“Chuck Brodsky can sing, fingerpick, and strum with the best of ’em…a storyteller, and a riveting one at that… an underlying tone of warmth and compassion runs through all his carefully observed narratives.” – Acoustic Guitar Magazine
Chuck Brodsky is a storyteller, songwriter, troubadour, and a modern day bard. With only his acoustic guitar and his voice he’ll draw you in with genuine, down-to-earth warmth and his quirky, finely crafted songs. Using wit and irony, set to haunting melodies, he tells the stories of oddball and underdog characters through his syncopated guitar strumming or sweet finger-picking. His songs celebrate the goodness in people—the eccentric, holy, profound, courageous, inspiring, and the beautiful. They poke fun at what needs to be poked, and sometimes they challenge. They’re sworn to tell the truth.
Influenced by Bob Dylan, Woody Guthrie, Lowell George, John Hartford, Jackson Browne, Bruce Springsteen, Greg Brown, The Rolling Stones, and Nic Jones, Chuck started writing songs in a style that is very much his own, yet pays homage to the traditions.
Since 1995, each of his ten albums has been critically acclaimed; most recently his 2013 release The Baseball Ballads 2, which was named to MOJO Magazine’s top ten list of Folk albums for 2014. Four of his early cds were produced in Atlanta by Kristian Bush of Sugarland, while his most recent four studio recordings were produced in Cape Breton, Nova Scotia, by J.P. Cormier. His March 2015 release, Tell Tale Heart, is self-produced and was recorded in Asheville NC.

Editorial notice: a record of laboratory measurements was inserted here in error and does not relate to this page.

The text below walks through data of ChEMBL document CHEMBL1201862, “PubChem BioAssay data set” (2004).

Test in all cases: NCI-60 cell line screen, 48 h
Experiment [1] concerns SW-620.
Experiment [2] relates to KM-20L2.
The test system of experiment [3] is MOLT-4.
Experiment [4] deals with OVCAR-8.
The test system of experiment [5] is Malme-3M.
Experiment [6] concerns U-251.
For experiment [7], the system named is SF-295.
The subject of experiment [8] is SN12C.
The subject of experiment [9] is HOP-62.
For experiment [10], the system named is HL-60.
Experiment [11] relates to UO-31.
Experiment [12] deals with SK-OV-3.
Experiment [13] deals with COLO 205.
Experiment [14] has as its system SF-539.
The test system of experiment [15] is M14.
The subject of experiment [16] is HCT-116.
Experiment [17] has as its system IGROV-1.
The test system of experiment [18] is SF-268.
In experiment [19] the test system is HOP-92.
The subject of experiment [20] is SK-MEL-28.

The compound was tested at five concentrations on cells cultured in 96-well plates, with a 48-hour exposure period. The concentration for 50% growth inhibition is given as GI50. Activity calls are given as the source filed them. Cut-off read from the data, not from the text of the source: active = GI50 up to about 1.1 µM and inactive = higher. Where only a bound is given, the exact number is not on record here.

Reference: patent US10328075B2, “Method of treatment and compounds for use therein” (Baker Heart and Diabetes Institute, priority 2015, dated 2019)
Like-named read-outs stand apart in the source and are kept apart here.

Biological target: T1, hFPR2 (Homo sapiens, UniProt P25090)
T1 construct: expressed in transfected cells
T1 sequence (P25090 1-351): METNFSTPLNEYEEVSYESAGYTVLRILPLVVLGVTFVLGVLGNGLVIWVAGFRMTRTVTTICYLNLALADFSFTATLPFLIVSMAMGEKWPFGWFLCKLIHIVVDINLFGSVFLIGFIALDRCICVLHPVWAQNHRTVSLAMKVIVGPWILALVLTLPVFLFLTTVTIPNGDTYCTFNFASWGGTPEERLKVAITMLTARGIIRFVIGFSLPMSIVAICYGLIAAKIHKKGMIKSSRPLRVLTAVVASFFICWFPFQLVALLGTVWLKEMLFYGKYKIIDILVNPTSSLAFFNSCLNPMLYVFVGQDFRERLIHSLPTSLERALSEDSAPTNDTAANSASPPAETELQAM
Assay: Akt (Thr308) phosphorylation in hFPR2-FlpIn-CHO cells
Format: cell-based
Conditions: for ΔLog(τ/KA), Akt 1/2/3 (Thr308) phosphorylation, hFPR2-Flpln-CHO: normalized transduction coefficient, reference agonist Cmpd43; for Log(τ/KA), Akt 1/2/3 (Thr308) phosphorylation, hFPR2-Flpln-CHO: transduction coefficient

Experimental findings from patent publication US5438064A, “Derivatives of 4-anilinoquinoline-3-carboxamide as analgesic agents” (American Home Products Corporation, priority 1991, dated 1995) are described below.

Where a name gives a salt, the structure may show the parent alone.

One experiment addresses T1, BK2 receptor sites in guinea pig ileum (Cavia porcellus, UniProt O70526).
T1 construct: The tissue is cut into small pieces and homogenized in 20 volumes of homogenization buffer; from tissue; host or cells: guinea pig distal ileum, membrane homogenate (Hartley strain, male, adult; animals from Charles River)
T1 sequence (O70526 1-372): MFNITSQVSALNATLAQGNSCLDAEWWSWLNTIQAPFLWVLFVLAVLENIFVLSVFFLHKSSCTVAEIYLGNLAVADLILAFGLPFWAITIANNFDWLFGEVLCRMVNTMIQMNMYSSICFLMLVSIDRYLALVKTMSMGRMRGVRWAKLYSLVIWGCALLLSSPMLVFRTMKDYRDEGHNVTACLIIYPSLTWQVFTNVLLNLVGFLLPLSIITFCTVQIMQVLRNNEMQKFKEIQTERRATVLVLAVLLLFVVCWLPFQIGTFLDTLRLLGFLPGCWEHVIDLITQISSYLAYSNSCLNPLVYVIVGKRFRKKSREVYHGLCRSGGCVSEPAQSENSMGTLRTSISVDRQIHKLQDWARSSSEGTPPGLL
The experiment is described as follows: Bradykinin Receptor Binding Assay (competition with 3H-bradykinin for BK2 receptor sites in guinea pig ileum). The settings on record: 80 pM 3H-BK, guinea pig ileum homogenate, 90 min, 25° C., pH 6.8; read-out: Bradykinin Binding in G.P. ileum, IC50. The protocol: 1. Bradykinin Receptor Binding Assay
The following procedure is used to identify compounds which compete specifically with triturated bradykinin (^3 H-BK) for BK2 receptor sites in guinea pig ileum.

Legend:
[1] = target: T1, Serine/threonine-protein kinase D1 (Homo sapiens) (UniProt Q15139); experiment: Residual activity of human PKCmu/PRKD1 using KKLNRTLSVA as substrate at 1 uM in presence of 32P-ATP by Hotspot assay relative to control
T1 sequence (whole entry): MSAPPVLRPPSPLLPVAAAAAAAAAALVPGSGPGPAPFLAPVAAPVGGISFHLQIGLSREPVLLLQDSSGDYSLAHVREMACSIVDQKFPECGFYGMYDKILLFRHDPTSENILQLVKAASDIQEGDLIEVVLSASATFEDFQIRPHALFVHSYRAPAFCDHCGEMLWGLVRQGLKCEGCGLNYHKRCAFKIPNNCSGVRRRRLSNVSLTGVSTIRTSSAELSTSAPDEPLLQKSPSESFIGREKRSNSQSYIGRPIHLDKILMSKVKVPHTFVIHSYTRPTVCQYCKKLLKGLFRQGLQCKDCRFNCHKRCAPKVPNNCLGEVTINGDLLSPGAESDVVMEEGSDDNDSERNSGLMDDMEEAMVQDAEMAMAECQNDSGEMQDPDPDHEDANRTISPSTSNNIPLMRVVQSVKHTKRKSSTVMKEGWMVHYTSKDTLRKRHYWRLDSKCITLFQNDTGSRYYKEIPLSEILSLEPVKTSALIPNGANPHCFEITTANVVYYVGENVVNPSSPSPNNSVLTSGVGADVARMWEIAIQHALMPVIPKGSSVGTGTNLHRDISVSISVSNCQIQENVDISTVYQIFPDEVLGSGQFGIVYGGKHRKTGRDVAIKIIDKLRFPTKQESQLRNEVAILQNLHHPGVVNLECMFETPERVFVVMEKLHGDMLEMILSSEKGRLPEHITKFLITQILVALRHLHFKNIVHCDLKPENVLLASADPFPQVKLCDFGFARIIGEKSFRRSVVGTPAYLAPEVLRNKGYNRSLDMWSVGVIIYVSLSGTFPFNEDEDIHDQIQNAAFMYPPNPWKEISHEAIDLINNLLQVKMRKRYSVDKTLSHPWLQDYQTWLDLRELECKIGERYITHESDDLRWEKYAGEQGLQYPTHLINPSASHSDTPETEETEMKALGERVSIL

Chuck Brodsky has performed three times at the National Baseball Hall of Fame, and 20 of his celebrated Baseball story songs have been enshrined in the Hall’s sound recording library.
Growing up in Chapel Hill, NC, Easterling released his debut album, Both Sides of the Shore, on Moonlight Records (Warner Bros.) in 1981. With his album tucked under his arm, he moved to Nashville. While looking for another record deal, he wrote for various song publishers until 1990 when he became head of A&R for Atlantic Records Nashville.
That same year, he wrote and sang on This Time I’m Takin’ My Time for Neal McCoy’s album, At This Moment. This collaboration launched more than 2 decades of gold and platinum winning releases with Easterling acting as songwriter, producer, and/or session player. Wyatt’s partnership with Miles Copeland (The Police & Sting) Bugle Publishing Group and Firstars Management occupied him in the late ’90s and early 2000s.
Wyatt’s next step was to work on his own writing with songs like his title track for Dierks Bentley’s chart-topping, million-selling album, Modern Day Drifter, followed by his own critically acclaimed album Where This River Goes released on High Horse Records on May 4, 2009.
“In Nashville, there’s nothing a songwriter likes better than a co-writer with a broken heart.” A quote Easterling laughingly coined. “You can really mine that for great stuff. That said, I had been going through some major life changes myself and had my own stuff to mine. In the process of writing songs I discovered, for the umpteenth time, that life is about facing change and embracing it.” With that as a backdrop, Wyatt’s 2014 release, Goodbye-Hello was launched.
“As my 2014 album began to come into focus – it dawned on me that I’d been writing songs about my own transitions – some good moves like kicking the smokes and the booze, some happy times and some sad goodbyes,… songs about people coming and going, songs about living and one or two about dying.” The songs and performances on Goodbye-Hello are rich with wisdom, acceptance and optimism. “I must say it’s the most personal album I’ve recorded to date.”